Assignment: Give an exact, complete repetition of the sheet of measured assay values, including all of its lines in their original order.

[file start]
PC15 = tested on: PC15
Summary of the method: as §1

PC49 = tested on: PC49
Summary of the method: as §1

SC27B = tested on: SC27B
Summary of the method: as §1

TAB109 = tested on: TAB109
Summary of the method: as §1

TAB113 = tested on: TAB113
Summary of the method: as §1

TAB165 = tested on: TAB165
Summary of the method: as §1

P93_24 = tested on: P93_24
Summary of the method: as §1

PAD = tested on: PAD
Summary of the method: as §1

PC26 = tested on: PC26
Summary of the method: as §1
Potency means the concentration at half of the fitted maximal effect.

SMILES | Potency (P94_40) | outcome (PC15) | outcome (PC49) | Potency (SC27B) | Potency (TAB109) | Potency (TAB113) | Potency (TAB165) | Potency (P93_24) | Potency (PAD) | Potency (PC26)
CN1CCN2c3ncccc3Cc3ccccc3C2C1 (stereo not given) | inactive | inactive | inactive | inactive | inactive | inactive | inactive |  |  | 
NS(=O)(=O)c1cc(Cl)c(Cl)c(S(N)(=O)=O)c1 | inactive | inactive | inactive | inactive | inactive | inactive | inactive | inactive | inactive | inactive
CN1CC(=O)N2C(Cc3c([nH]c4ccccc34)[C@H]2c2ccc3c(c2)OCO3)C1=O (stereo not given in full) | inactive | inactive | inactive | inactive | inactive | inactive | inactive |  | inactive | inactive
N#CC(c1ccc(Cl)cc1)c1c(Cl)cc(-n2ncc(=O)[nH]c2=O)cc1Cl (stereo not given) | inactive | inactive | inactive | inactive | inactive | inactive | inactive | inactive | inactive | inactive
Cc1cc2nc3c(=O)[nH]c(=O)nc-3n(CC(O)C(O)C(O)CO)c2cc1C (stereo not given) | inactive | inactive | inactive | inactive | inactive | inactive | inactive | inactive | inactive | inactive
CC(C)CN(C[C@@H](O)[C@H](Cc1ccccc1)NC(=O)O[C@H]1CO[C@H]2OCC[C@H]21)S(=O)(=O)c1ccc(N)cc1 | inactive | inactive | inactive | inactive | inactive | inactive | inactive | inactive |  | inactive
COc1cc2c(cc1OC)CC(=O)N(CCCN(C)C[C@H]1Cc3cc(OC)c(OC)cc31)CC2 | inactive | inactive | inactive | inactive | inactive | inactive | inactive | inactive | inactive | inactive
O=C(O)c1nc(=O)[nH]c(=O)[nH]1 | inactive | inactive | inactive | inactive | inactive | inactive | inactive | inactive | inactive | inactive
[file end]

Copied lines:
PC15 = tested on: PC15
Summary of the method: as §1

PC49 = tested on: PC49
Summary of the method: as §1

SC27B = tested on: SC27B
Summary of the method: as §1

TAB109 = tested on: TAB109
Summary of the method: as §1

TAB113 = tested on: TAB113
Summary of the method: as §1

TAB165 = tested on: TAB165
Summary of the method: as §1

P93_24 = tested on: P93_24
Summary of the method: as §1

PAD = tested on: PAD
Summary of the method: as §1

PC26 = tested on: PC26
Summary of the method: as §1
Potency means the concentration at half of the fitted maximal effect.

SMILES | Potency (P94_40) | outcome (PC15) | outcome (PC49) | Potency (SC27B) | Potency (TAB109) | Potency (TAB113) | Potency (TAB165) | Potency (P93_24) | Potency (PAD) | Potency (PC26)
CN1CCN2c3ncccc3Cc3ccccc3C2C1 (stereo not given) | inactive | inactive | inactive | inactive | inactive | inactive | inactive |  |  | 
NS(=O)(=O)c1cc(Cl)c(Cl)c(S(N)(=O)=O)c1 | inactive | inactive | inactive | inactive | inactive | inactive | inactive | inactive | inactive | inactive
CN1CC(=O)N2C(Cc3c([nH]c4ccccc34)[C@H]2c2ccc3c(c2)OCO3)C1=O (stereo not given in full) | inactive | inactive | inactive | inactive | inactive | inactive | inactive |  | inactive | inactive
N#CC(c1ccc(Cl)cc1)c1c(Cl)cc(-n2ncc(=O)[nH]c2=O)cc1Cl (stereo not given) | inactive | inactive | inactive | inactive | inactive | inactive | inactive | inactive | inactive | inactive
Cc1cc2nc3c(=O)[nH]c(=O)nc-3n(CC(O)C(O)C(O)CO)c2cc1C (stereo not given) | inactive | inactive | inactive | inactive | inactive | inactive | inactive | inactive | inactive | inactive
CC(C)CN(C[C@@H](O)[C@H](Cc1ccccc1)NC(=O)O[C@H]1CO[C@H]2OCC[C@H]21)S(=O)(=O)c1ccc(N)cc1 | inactive | inactive | inactive | inactive | inactive | inactive | inactive | inactive |  | inactive
COc1cc2c(cc1OC)CC(=O)N(CCCN(C)C[C@H]1Cc3cc(OC)c(OC)cc31)CC2 | inactive | inactive | inactive | inactive | inactive | inactive | inactive | inactive | inactive | inactive
O=C(O)c1nc(=O)[nH]c(=O)[nH]1 | inactive | inactive | inactive | inactive | inactive | inactive | inactive | inactive | inactive | inactive